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State Representatives—FCMAT and the County—Drive Budget Cuts, Not the Teachers Strike

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A new report from the Fiscal Crisis Management and Assistance Team (FCMAT) indicates that the State of California, represented by FCMAT and the Alameda County Superintendent of Education, is requiring the school district to make budget cuts of jobs and programs totaling about $30 million this year, regardless of any costs generated by increased salaries for teachers and other school employees.

The district administration and much of the school board blame the new teachers contract for the cuts they are making, but they are silent about pressure the district faces from FCMAT and the County Superintendent.

FCMAT, which is an independent nonprofit funded by the state, works in schools districts
throughout California enforcing financial accountability, meaning that the agency requires local educators to adopt difficult austerity measures, such as school closures and cuts to educational programs.

FCMAT is sometimes referred to as a QUANGO, a quasi-autonomous non-governmental
organization, which Wikipedia defines as “a hybrid form of organization with elements of
both non-government organizations (NGOs) and public sector bodies … at least partly controlled and/or financed by government bodies.”

Working together, FCMAT and Alameda County Office of Education are
supervising OUSD under the terms of AB 1840, which “provides for several
changes in the oversight of fiscally distressed districts and sets forth specific
requirements for the Oakland Unified School District in exchange for providing
financial resources under certain circumstances.”

Backed by former Gov. Jerry Brown, the Democratic Legislature passed
AB 1840 on Aug. 31, and the law became effective on Sept.17, 2018. FCMAT
played a role in drafting the legislation.

FCMAT’s 267-page report on the Oakland Unified School District, issued March 1, did not deal with the impact of the teachers’ strike settlement, which was settled too late to be included in the report’s findings.

The report quoted a Sept. 6, 2018 letter to OUSD from the County Office of
Education, which said the district’s solvency was “largely dependent on the district’s ability to implement approximately $30 million of ongoing reductions in 2018-19.”

The purpose of extra state funding connected to AB 1840 is to give the district three years to make layoffs, school closures and large cuts to central office administration and school sites. The money is not intended to help avoid any cuts but to give OUSD some time and space to make the cuts the state expects, making the reductions in three steps rather than diving head first off the cliff all at once.

According to the FCMAT report, AB 1840 provides for activities that “may
include but are not limited to … adoption and implementation of necessary
budgetary solutions, including the consolidation of school sites….(and) sale or
lease of surplus property.”

Under the guidance of FCMAT since 2003, the district has closed 18 schools
since 2004, 14 of which have become charter schools. FCMAT has long been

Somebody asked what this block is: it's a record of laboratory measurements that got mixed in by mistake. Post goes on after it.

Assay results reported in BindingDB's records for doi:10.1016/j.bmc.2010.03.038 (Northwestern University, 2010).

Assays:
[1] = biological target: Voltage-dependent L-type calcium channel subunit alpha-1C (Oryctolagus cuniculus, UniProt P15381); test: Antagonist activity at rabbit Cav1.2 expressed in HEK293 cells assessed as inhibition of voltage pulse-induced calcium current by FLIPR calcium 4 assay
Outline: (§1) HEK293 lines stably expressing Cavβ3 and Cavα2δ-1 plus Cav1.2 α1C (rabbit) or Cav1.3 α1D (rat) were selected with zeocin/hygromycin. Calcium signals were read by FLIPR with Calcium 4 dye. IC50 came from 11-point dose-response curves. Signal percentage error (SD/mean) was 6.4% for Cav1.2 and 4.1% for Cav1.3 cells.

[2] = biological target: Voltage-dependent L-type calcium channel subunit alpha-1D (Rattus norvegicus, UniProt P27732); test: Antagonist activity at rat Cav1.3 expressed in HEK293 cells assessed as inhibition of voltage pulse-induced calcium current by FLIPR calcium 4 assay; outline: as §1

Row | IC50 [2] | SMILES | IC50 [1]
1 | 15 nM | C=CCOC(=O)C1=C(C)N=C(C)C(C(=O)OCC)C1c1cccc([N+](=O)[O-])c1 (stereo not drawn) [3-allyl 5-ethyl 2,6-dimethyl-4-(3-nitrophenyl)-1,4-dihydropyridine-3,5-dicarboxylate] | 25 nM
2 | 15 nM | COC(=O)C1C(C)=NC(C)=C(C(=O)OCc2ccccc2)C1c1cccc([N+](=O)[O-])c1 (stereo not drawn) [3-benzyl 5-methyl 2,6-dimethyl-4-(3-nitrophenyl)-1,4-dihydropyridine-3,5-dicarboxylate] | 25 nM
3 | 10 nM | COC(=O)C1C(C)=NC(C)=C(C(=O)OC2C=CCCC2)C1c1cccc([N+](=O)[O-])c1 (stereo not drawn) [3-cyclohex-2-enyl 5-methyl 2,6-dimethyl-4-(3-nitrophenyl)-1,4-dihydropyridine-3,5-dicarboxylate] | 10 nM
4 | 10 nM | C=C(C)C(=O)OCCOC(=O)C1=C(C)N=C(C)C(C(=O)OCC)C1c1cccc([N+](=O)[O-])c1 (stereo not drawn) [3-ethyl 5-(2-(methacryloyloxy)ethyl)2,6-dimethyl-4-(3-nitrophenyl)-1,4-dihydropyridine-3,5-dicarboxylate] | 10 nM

adamant about the need for OUSD to close schools.

While FCMAT admits school closings do not save money, selling or leasing schools can
generate income. The district is in the process of setting up a “7-11 committee,”
which is a process required by the state for local districts that want to sell public
property.

The supervision provided by FCMAT and the county looks at the district’s
financial condition as a given, which only can be improved with budget cuts—
not a something for which FCMAT and the county bear any responsibility
(going back to 2003). Ignored is the possibility of increased state support for
urban school districts or changing state laws to restrict the drain of charter schools
on public education dollars.

Looking favorably at the district’s “Citywide Plan,” authorized last June, ” FCMAT notes
that “the first strategy under this plan is to implement the Blueprint for Quality Schools
action plan to identify four cohorts of school changes….As a part of this plan, the district
will identify on a citywide map the school sites that will be closing or merging with a
nearby site.”

Detailing a timeline of district budget cuts, FCMAT also noted that the Board of
Education unanimously voted on Aug. 8 to “consider and implement budget
reductions,” including 234 FTE Certificated positions and 104 FTE Classified,
Management and Confidential positions for approximately $26.4 million to be identified
on or before Feb. 28, 2019, books and supplies of $400,000 and $3.5 million services
and operating expenses.”

On Sept. 12, the school board adopted a resolution endorsing the closing of
schools.

On Jan. 28, the board approved a plan to close Roots International Academy and
disperse its students. The campus would be given to Coliseum College
Preparatory Academy (CCPA), which currently shares the site with Roots.

On Feb. 19, “The district board received feedback from staff and stakeholders about the
restorative justice program, which was recommended at the Feb. 6, 2019 meeting to be
eliminated.”

Community

Ramachandran is the Only Candidate Who Lives in Oakland in the District 18 Assembly Race 

Oakland makes up 66% of Assembly District 18. Yet all the other major candidates live in Alameda or San Leandro. Our district has not had a representative from Oakland since the 1990s.

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Janani Ramachandran